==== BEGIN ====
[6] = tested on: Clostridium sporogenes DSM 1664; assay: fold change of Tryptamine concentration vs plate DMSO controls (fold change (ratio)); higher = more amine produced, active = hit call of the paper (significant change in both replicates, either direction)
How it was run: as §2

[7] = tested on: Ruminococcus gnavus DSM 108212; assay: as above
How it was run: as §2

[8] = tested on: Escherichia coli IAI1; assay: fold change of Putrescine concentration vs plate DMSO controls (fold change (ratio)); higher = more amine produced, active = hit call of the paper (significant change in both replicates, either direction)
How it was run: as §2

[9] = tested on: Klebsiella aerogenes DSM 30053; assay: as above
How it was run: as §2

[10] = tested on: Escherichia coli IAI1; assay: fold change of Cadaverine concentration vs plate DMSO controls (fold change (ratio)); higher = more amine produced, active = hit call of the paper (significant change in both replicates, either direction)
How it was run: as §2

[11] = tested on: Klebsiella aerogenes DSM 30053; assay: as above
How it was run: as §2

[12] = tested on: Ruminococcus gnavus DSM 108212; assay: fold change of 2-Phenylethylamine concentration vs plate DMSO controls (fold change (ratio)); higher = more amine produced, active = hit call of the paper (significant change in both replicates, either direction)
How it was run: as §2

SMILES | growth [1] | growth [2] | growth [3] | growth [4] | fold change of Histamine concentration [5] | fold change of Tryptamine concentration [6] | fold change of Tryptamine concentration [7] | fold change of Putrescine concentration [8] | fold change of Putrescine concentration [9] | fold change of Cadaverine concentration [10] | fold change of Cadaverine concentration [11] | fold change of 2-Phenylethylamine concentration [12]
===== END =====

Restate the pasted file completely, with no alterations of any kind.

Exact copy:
[6] = tested on: Clostridium sporogenes DSM 1664; assay: fold change of Tryptamine concentration vs plate DMSO controls (fold change (ratio)); higher = more amine produced, active = hit call of the paper (significant change in both replicates, either direction)
How it was run: as §2

[7] = tested on: Ruminococcus gnavus DSM 108212; assay: as above
How it was run: as §2

[8] = tested on: Escherichia coli IAI1; assay: fold change of Putrescine concentration vs plate DMSO controls (fold change (ratio)); higher = more amine produced, active = hit call of the paper (significant change in both replicates, either direction)
How it was run: as §2

[9] = tested on: Klebsiella aerogenes DSM 30053; assay: as above
How it was run: as §2

[10] = tested on: Escherichia coli IAI1; assay: fold change of Cadaverine concentration vs plate DMSO controls (fold change (ratio)); higher = more amine produced, active = hit call of the paper (significant change in both replicates, either direction)
How it was run: as §2

[11] = tested on: Klebsiella aerogenes DSM 30053; assay: as above
How it was run: as §2

[12] = tested on: Ruminococcus gnavus DSM 108212; assay: fold change of 2-Phenylethylamine concentration vs plate DMSO controls (fold change (ratio)); higher = more amine produced, active = hit call of the paper (significant change in both replicates, either direction)
How it was run: as §2

SMILES | growth [1] | growth [2] | growth [3] | growth [4] | fold change of Histamine concentration [5] | fold change of Tryptamine concentration [6] | fold change of Tryptamine concentration [7] | fold change of Putrescine concentration [8] | fold change of Putrescine concentration [9] | fold change of Cadaverine concentration [10] | fold change of Cadaverine concentration [11] | fold change of 2-Phenylethylamine concentration [12]